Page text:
Industrial news in brief

Submitted by AWL on 14 June, 2017 - 2:04 Author: Gemma Short and Peggy Carter

Cleaners at the London School of Economics are celebrating a victory. They will be brought in-house and become employees of LSE from Spring 2018.

The victory comes after a series of strikes and protests over 10 months. Three more strikes had been planned for LSE′s July graduation days. LSE became increasingly embarrassed by the strikes and protests, and lashed out at workers, issuing legal threats and trying to intimidate workers into not striking. As a result of being brought in-house from infamous contractor Noonan, the cleaners will get 41 days annual leave, six months full-pay sick pay with six months half-pay sick pay, plus proper employer pension contributions of up to 13% of their salary.

This is a significant victory which will hopefully impact upon disputes in other HE institutions where cleaning, catering and other staff are outsourced. Workers at the University of London won pay increases and some improvements to conditions in 2012-13, but remained outsourced. Similar disputes at other institutions have so far failed to break the hold of outsourcing companies and bring workers back in-house despite significant gains in pay and conditions. As Solidarity goes to press students at SOAS university, London, have occupied the Director′s office in protest at the university closing a cafeteria leading to redundancies.

Workers and students at SOAS have run a long campaign against outsourcing and poor pay and conditions amongst outsourced staff. The shock announcement to close the cafeteria was made on the 9th anniversary of the deportation of the SOAS 9 — when cleaning company ISS called cleaners into a meeting where immigration police were waiting to arrest and deport people. Unison will be balloting catering workers over the closure and redundancies.

• For updates on the struggle at SOAS, see here

Beating the anti-union laws on the Tube

Tube union RMT has balloted its members working on London Underground stations for industrial action to win the reinstatement of Lee Cornell, a Customer Service Assistant at London Bridge who was sacked after an altercation with an aggressive customer who had pushed a pregnant colleague. The ballot closes on 13 June. Solidarity spoke to an RMT rep about the campaign to get the vote out.

This has been quite a monumental effort for us. It’s our first combine-wide ballot since the Tories’ Trade Union Act was imposed, so presented some real challenges. We’d already failed to meet the new thresholds in a local ballot in the same dispute on the Waterloo area, so it was very obvious we had to step things up.There’s been a well coordinated campaign to mobilise members to vote, and to vote yes. Local workplace reps like myself have been working through our membership lists, speaking to as many members in person as possible about the ballot, and ticking them off once we know they’ve voted.

There have been regular texts and emails from union head office, and some phonebanking was organised at RMT HQ.Union branches have been organising walkabouts on the stations they organise to make sure as many members as possible are reached, and the dispute is kept high profile.

There’s no denying that there’s been a certain complacency historically: some members, who are totally union-loyal and always take part in industrial action, have had the attitude that there’s no particular need for them to return their ballot, as there’ll almost certainly be a majority for action, and they’ll support the strike when it’s called. With the new laws in force, those attitudes have to be confronted and changed.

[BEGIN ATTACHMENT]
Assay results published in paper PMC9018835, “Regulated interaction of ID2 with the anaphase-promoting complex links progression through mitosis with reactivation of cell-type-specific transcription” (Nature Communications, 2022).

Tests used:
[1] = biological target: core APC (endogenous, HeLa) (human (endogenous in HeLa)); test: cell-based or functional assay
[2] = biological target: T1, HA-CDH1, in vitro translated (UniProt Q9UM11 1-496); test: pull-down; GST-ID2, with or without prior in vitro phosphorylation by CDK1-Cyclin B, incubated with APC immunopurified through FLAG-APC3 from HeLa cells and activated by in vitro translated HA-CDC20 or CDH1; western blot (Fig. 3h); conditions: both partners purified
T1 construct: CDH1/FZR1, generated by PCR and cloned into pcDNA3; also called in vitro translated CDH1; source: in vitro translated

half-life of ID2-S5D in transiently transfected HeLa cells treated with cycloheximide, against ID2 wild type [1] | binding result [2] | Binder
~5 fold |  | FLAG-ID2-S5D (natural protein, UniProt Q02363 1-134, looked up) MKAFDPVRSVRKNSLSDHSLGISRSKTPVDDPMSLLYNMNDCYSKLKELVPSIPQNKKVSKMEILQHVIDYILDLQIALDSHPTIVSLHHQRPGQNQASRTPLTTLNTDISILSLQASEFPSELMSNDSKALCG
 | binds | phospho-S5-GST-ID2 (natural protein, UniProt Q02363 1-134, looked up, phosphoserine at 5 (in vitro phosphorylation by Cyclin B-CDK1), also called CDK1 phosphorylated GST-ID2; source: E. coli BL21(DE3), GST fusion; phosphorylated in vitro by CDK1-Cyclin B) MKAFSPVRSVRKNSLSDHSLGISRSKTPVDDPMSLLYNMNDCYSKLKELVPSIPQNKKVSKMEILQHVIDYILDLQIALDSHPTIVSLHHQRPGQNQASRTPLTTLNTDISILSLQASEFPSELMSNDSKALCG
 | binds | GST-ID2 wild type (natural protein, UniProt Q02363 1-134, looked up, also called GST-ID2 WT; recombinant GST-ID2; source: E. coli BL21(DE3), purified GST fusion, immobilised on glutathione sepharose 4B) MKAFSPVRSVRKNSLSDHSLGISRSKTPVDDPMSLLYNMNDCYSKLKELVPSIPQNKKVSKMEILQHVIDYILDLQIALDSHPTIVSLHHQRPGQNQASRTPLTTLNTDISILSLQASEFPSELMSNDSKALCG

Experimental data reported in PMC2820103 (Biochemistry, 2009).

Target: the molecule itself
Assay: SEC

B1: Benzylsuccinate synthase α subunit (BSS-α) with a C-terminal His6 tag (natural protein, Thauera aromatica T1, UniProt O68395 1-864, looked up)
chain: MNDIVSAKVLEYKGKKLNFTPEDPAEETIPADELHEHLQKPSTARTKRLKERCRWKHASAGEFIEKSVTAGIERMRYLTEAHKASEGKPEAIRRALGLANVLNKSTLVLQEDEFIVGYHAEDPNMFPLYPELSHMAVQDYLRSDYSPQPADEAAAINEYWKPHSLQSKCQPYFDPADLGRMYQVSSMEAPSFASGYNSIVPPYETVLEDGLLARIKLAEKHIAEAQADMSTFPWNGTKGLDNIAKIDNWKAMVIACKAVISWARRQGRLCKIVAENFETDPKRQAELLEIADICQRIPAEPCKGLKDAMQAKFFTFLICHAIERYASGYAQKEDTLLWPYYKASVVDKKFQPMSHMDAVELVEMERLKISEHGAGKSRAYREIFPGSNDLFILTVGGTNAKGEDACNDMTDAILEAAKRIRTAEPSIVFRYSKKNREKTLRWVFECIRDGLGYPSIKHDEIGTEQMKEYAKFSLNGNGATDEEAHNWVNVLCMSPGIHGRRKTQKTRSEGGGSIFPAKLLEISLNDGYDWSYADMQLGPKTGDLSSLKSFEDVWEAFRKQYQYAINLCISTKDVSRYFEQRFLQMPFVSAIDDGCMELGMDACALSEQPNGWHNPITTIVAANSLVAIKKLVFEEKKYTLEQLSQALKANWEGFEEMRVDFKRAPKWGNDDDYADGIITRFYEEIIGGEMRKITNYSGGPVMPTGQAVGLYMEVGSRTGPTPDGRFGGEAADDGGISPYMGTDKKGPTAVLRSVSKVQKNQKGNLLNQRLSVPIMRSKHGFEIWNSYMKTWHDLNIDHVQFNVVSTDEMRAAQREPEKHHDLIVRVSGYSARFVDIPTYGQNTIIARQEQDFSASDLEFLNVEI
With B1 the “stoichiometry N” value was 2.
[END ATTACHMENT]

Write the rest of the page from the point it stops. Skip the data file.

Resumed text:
More long term, we need to think about ways of defying and subverting these obviously unjust laws, even while we’re working hard to hit the ballot thresholds. We’ve been conducting our campaign in the face of some quite outrageous spin and distortion from management, putting about lies and propaganda via employee bulletins, which we’ve had to work hard to counter. On the whole I think this has backfired on management; one claim they pushed particularly hard was that RMT officers had refused their offers to view CCTV of the incident that led to Lee’s sacking, which is a straightforward fabrication.

Members can see the bosses are trying to lie their way out of a corner and I think it’s galvanised people’s will to fight for Lee’s reinstatement.The issues at the heart of the dispute are simple: our workplaces are not always safe environments, and are becoming less so as LU and other railway companies look to cut back on staffing levels. Lee was defending himself and his colleague from assault by a violent customer, and rather than backing him up, his employer has sacked him. That’s an unacceptable injustice.

Cabin crew strike again

Mixed fleet cabin crew working for British Airways at Heathrow will strike again from Friday 16 June to Monday 19 June.Workers in the mixed fleet had been striking over poverty pay levels, but strikes had been suspended for talks.The latest strikes have been prompted by British Airway′s attempts to victimise those who took part in earlier strikes. According to the workers’ union Unite, talks had been near to resolving the dispute over pay, but British Airways was refusing to restore travel concessions that had been removed from striking staff.Unite commented “BA is almost alone among the employers this union has dealt with in that they can accept the case for a pay deal but want to punish the very people who made the case.″

Manchester Met strikes

UCU members at Manchester Met University will strike on Tuesday 20 and Wednesday 21 June.Workers were due to strike on 24 and 25 May in a dispute over 160 job losses and the closure of the Crewe campus, but strikes were called off after the Manchester Arena terror attack.The university has so far refused to attend talks with the union.

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